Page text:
On 5 November 1827 Baroness Antoinette von Leukam became Metternich”s second wife. She was only twenty years old and their marriage, a small ceremony in Hetzendorf (a village just outside Vienna), attracted considerable criticism given their social difference. Antoinette belonged to the lower aristocracy, but her grace and charm soon won over Vienna society. On the same day British, Russian and French forces destroyed the Ottoman fleet at the Battle of Navarre. Metternich worried that further intervention would shake the Ottoman Empire, upsetting the balance that had been so carefully established in 1815. To his relief, the new British Prime Minister Wellington and his government were equally fearful of giving Russia the lead in the Balkans. After rejecting a new round of his conference proposals, Metternich stayed away from the Eastern Question, simply watching the signing of the Treaty of Adrianople in September 1829. Although he publicly criticized it for being too harsh on Turkey, privately he was pleased with its leniency and its promise of Greek autonomy, which made it a mound for Russia”s expansion rather than a satellite state. Metternich”s private life was full of sadness. In November 1828 his mother died and in January 1829 Antoinette died, five days after the birth of their son, Richard von Metternich. After suffering from tuberculosis for many months, Metternich”s son, Victor, then a young diplomat, died on 30 November 1829. He spent Christmas alone and depressed, worried about the draconian methods of some of his conservative followers and the renewed advance of liberalism.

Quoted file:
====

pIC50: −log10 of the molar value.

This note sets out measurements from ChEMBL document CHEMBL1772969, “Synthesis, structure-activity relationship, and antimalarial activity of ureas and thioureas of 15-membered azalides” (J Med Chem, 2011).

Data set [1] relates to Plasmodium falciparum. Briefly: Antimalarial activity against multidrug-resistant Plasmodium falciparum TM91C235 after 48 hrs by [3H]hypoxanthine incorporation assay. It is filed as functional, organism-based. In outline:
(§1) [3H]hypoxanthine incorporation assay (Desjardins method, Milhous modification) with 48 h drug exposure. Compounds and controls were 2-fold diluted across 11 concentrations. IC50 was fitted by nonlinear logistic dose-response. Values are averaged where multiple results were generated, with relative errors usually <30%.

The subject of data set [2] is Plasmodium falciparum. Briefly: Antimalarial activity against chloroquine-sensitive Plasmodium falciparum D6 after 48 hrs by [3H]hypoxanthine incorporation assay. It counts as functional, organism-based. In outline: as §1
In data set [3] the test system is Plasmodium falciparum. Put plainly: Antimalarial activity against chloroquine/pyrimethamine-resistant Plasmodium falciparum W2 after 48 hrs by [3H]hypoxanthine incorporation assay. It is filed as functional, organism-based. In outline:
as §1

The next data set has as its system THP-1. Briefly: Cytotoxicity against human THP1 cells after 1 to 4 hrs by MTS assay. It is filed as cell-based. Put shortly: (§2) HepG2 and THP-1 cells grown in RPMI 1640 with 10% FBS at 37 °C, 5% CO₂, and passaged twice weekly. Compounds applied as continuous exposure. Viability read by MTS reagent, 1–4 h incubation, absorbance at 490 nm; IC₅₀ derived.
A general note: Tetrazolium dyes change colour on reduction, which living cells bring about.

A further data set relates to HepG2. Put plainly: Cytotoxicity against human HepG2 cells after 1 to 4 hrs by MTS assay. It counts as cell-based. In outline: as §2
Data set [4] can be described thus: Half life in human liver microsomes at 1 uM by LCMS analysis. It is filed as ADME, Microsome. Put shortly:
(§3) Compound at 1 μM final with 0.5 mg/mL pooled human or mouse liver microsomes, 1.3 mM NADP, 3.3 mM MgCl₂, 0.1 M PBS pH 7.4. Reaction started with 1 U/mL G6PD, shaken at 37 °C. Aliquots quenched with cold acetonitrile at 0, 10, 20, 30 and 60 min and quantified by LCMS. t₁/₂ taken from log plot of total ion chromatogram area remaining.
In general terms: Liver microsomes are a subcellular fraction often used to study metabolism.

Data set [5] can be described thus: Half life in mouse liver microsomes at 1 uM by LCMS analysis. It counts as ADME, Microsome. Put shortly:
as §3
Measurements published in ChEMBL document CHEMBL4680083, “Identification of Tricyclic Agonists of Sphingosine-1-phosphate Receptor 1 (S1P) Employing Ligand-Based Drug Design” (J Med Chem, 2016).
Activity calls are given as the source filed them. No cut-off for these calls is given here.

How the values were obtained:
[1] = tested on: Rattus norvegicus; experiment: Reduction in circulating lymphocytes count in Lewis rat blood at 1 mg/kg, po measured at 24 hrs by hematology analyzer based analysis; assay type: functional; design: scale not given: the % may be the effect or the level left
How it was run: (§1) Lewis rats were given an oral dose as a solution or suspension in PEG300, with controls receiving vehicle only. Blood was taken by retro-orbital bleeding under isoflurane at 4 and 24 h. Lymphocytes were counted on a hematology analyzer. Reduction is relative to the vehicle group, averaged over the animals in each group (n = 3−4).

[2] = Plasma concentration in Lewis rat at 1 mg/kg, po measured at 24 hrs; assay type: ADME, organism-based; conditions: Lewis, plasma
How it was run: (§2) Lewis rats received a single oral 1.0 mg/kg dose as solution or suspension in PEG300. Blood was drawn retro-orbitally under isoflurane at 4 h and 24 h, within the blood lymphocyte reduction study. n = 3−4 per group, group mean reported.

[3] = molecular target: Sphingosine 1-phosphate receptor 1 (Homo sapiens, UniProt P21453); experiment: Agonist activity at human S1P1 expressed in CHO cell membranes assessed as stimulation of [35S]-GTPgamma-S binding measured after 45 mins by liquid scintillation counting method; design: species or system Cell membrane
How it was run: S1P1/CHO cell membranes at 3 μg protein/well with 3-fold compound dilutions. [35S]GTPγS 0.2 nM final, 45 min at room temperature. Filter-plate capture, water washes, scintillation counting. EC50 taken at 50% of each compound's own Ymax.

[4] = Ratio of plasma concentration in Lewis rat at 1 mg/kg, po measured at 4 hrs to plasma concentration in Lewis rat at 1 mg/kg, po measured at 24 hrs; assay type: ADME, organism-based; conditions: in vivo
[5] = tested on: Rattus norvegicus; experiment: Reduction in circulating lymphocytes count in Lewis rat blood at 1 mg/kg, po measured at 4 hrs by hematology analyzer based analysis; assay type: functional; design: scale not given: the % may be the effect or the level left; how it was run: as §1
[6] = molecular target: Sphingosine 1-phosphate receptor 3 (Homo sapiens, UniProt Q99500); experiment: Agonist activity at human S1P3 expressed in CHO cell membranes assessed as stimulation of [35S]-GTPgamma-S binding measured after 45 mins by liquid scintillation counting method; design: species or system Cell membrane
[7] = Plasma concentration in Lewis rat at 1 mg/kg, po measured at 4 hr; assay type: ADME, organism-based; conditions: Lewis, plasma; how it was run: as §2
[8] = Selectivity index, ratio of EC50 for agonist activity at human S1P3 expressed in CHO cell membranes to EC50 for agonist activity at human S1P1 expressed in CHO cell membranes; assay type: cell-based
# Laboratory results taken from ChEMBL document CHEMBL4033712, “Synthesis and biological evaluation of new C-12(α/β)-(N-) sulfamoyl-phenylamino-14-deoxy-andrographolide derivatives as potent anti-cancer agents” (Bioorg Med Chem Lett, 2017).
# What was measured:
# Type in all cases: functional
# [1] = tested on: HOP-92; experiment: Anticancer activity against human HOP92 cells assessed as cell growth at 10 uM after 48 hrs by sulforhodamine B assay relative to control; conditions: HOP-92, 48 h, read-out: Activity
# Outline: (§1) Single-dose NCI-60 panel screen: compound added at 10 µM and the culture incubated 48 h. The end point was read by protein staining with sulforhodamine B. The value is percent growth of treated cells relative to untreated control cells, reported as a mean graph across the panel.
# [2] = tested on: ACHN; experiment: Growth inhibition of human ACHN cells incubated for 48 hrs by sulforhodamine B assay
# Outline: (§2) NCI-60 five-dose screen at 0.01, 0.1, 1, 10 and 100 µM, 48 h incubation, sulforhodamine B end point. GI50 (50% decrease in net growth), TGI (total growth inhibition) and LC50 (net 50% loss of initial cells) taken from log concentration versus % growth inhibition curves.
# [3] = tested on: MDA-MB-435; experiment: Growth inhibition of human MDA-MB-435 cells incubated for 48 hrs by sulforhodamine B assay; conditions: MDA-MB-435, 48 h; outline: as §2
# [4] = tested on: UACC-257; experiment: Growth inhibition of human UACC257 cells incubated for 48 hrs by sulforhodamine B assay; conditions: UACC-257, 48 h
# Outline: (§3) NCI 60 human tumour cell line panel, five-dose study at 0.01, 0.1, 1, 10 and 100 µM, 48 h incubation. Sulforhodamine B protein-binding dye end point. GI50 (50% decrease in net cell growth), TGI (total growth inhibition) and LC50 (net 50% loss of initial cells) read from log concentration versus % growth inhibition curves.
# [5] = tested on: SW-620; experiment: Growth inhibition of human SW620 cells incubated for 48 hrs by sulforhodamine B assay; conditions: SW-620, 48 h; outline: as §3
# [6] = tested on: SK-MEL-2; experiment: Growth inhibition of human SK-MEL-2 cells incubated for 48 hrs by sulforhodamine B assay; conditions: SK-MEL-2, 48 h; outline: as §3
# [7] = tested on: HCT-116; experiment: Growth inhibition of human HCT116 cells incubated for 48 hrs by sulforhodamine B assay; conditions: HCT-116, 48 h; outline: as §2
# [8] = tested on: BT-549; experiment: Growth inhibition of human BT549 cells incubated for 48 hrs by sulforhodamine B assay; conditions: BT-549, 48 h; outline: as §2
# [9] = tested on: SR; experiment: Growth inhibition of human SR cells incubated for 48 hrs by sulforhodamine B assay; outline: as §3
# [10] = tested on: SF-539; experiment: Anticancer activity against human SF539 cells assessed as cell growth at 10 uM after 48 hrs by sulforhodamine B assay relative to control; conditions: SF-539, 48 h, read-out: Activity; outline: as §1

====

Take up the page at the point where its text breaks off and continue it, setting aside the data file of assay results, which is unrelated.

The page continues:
In May Metternich took the holiday he needed at his estate in Johannesburg. He returned to Vienna a month later, still worried about the “chaos in London and Paris” and his little ability to prevent it. Hearing that Nesselrod was to go to Karlsbad, he met him there at the end of July. He surprised the quiet Nesselrod, but nothing more. The two arranged a second meeting in August. In the meantime Metternich had learned of the July Revolution in France, which deeply shocked him and raised the theoretical need for a conference of the Quadruple Alliance. Instead Metternich met with Nesselrod as planned and, while the Russians rejected his plan to restore the old Alliance, the two agreed that panic was unnecessary unless the new government showed territorial ambitions in Europe. Although he was glad of this, his mood was spoiled by news of unrest in Brussels (then part of the Netherlands), Wellington”s resignation in London and demands for constitutionalism in Germany. He wrote with dark and ”almost morbid delight” that it was the ”beginning of the end” of Old Europe. Nevertheless he was delighted that the Julian Revolution had made the Franco-Russian alliance impossible and that the Netherlands had convened an old-fashioned congress of the sort he enjoyed so much. The convening of the Hungarian Convention in 1830 was also more successful than in the past, crowning Archduke Ferdinand King of Hungary with little dissent. In addition, in November his engagement to 25-year-old Melanie Zichy-Feraris, who came from a Hungarian family that the Metternichs had known for years, was agreed upon. The announcement caused much less concern in Vienna than his previous bride and they were married on 30 January 1831.